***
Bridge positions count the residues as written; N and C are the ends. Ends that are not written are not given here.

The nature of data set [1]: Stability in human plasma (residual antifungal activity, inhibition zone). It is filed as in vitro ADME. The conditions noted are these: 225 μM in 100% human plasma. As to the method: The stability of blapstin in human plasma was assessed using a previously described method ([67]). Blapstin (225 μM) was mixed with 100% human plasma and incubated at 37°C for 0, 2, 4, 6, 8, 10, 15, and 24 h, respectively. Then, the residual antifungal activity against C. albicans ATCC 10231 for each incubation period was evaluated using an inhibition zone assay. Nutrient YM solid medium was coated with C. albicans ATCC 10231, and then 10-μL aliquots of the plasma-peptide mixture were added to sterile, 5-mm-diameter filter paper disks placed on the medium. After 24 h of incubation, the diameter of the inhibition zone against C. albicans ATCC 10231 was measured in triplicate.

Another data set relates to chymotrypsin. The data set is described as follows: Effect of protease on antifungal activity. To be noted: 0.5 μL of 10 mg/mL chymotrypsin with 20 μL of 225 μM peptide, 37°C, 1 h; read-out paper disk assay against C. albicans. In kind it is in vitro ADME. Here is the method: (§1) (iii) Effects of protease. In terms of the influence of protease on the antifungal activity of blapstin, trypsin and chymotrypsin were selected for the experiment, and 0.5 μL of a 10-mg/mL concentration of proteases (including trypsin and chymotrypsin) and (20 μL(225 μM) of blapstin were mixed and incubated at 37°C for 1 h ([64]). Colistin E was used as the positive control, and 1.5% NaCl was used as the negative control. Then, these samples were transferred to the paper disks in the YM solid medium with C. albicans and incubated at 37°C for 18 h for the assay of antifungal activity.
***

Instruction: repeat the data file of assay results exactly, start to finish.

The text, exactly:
Bridge positions count the residues as written; N and C are the ends. Ends that are not written are not given here.

The nature of data set [1]: Stability in human plasma (residual antifungal activity, inhibition zone). It is filed as in vitro ADME. The conditions noted are these: 225 μM in 100% human plasma. As to the method: The stability of blapstin in human plasma was assessed using a previously described method ([67]). Blapstin (225 μM) was mixed with 100% human plasma and incubated at 37°C for 0, 2, 4, 6, 8, 10, 15, and 24 h, respectively. Then, the residual antifungal activity against C. albicans ATCC 10231 for each incubation period was evaluated using an inhibition zone assay. Nutrient YM solid medium was coated with C. albicans ATCC 10231, and then 10-μL aliquots of the plasma-peptide mixture were added to sterile, 5-mm-diameter filter paper disks placed on the medium. After 24 h of incubation, the diameter of the inhibition zone against C. albicans ATCC 10231 was measured in triplicate.

Another data set relates to chymotrypsin. The data set is described as follows: Effect of protease on antifungal activity. To be noted: 0.5 μL of 10 mg/mL chymotrypsin with 20 μL of 225 μM peptide, 37°C, 1 h; read-out paper disk assay against C. albicans. In kind it is in vitro ADME. Here is the method: (§1) (iii) Effects of protease. In terms of the influence of protease on the antifungal activity of blapstin, trypsin and chymotrypsin were selected for the experiment, and 0.5 μL of a 10-mg/mL concentration of proteases (including trypsin and chymotrypsin) and (20 μL(225 μM) of blapstin were mixed and incubated at 37°C for 1 h ([64]). Colistin E was used as the positive control, and 1.5% NaCl was used as the negative control. Then, these samples were transferred to the paper disks in the YM solid medium with C. albicans and incubated at 37°C for 18 h for the assay of antifungal activity.